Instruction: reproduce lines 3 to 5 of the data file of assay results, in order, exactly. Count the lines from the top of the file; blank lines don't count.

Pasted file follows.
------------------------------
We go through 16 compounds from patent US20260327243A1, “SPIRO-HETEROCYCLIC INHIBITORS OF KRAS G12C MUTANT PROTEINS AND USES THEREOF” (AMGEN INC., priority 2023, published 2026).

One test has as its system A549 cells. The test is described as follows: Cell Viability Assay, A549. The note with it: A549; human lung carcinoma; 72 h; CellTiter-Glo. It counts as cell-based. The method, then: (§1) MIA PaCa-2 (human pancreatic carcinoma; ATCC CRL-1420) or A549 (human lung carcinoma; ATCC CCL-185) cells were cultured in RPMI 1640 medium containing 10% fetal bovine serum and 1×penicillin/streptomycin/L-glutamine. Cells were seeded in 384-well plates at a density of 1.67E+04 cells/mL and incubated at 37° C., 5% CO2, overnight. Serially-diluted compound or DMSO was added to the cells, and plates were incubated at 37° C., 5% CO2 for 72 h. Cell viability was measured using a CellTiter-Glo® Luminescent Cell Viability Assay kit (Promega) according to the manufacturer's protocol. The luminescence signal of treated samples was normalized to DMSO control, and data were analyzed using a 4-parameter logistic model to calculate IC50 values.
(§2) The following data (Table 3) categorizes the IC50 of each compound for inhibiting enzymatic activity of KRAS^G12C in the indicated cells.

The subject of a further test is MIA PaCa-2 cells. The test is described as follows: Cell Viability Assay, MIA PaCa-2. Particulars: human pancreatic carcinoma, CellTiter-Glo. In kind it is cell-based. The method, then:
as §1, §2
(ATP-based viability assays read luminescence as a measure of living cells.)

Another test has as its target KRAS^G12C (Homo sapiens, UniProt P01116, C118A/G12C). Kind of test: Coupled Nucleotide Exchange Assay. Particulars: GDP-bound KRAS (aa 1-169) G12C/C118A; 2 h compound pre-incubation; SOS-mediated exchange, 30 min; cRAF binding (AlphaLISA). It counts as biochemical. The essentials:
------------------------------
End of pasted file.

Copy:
(§2) The following data (Table 3) categorizes the IC50 of each compound for inhibiting enzymatic activity of KRAS^G12C in the indicated cells.

The subject of a further test is MIA PaCa-2 cells. The test is described as follows: Cell Viability Assay, MIA PaCa-2. Particulars: human pancreatic carcinoma, CellTiter-Glo. In kind it is cell-based. The method, then:
as §1, §2